I joined the Marine Corps originally in 2009. I was kicked out under Don’t Ask, Don’t Tell and told that I’d never become a Marine. 4.5 years of recruiting offices, denials, paperwork, tears, and fighting I got my second chance to prove that I belonged. I completed recruit training a SECOND time and earned the title, graduating with an award. I was then one of the first female Marines to graduate infantry school.
Today, nearly TEN years later I’m currently writing this from Iraq (having some serious pride FOMO) proudly living the life I’ve worked so hard for. Pinning on Staff Sergeant in a few months and the future seems to have too many opportunities now. I am fortunate for those who paved the way, and for those who continue to support all of us. I choose to serve in a very out/Proud/honest way to ensure I provide an environment that everyone feels they can be themselves freely in. As I said in the New York Times blurb- If I can protect even just one service member from feeling isolated and ostracized, I have done something meaningful. Happy Pride, all! We have the watch over here ?️?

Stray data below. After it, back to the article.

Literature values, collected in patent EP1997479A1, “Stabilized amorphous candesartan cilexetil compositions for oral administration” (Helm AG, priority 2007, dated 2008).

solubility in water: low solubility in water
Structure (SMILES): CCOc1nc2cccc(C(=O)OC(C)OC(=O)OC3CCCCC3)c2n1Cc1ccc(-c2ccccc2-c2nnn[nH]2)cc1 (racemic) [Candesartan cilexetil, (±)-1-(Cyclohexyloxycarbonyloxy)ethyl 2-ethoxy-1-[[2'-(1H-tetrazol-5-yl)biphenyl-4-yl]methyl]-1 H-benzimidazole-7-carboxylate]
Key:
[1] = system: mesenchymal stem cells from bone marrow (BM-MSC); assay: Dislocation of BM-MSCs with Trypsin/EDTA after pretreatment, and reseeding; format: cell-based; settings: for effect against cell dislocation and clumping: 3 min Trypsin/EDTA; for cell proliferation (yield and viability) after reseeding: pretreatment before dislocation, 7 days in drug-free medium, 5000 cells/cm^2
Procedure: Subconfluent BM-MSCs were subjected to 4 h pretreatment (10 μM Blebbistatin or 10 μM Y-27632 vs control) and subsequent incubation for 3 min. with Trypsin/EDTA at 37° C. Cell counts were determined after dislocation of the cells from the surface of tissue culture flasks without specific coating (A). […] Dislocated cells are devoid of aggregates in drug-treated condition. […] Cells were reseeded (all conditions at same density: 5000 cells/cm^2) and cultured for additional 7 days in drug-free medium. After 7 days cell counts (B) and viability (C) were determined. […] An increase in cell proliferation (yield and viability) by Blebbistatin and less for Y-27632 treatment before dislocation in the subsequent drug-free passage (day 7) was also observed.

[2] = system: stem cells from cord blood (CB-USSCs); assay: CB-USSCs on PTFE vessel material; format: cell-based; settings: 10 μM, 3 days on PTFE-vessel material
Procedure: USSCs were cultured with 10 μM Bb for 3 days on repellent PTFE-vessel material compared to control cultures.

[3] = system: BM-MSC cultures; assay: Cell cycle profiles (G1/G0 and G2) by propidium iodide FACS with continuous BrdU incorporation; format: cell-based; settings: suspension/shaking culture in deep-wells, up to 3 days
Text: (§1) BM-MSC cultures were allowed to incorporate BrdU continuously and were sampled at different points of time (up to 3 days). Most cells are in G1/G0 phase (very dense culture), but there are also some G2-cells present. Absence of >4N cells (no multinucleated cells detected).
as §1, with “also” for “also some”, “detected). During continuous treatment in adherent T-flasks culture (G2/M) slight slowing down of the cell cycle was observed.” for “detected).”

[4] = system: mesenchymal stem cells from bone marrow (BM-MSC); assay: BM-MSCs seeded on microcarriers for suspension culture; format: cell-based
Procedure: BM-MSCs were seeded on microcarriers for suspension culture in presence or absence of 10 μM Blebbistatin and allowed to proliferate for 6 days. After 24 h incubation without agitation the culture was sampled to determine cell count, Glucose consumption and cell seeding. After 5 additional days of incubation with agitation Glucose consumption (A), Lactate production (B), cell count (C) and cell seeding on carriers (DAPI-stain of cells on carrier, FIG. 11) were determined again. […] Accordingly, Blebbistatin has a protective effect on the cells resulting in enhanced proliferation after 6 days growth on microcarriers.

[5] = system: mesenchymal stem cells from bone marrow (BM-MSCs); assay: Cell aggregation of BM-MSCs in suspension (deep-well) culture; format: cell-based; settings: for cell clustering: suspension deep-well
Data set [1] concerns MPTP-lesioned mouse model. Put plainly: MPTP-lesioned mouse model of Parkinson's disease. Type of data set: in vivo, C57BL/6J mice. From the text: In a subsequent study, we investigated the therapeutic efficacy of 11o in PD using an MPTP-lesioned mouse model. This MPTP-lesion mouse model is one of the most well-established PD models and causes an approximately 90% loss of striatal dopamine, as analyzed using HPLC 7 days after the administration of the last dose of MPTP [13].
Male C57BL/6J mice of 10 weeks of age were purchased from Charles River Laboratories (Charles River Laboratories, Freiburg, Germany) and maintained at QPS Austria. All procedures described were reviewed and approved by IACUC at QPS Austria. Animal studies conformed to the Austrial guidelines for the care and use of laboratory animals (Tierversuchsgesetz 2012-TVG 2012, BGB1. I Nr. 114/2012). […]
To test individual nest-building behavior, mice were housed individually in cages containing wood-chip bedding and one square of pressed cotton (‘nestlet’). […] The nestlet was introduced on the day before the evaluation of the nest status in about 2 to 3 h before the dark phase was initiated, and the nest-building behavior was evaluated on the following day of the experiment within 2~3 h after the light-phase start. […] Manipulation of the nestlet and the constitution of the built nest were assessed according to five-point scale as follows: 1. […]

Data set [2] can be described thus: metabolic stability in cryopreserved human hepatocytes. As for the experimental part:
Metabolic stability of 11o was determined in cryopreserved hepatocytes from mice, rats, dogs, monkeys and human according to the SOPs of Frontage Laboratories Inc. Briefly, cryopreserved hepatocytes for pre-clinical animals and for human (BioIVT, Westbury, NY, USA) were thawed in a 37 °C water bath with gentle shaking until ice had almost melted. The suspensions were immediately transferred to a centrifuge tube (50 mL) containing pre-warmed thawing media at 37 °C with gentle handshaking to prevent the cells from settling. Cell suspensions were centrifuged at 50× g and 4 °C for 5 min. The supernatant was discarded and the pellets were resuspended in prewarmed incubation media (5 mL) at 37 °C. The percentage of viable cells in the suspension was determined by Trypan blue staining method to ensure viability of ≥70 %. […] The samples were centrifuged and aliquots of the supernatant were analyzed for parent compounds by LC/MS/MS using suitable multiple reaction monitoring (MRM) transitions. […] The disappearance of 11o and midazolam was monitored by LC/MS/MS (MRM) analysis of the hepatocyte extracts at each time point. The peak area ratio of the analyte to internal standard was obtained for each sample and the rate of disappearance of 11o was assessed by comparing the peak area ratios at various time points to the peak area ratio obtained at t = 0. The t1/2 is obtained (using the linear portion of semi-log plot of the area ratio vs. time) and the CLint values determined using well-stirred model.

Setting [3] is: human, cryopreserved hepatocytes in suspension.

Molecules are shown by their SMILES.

This story was submitted by a human named Ashley.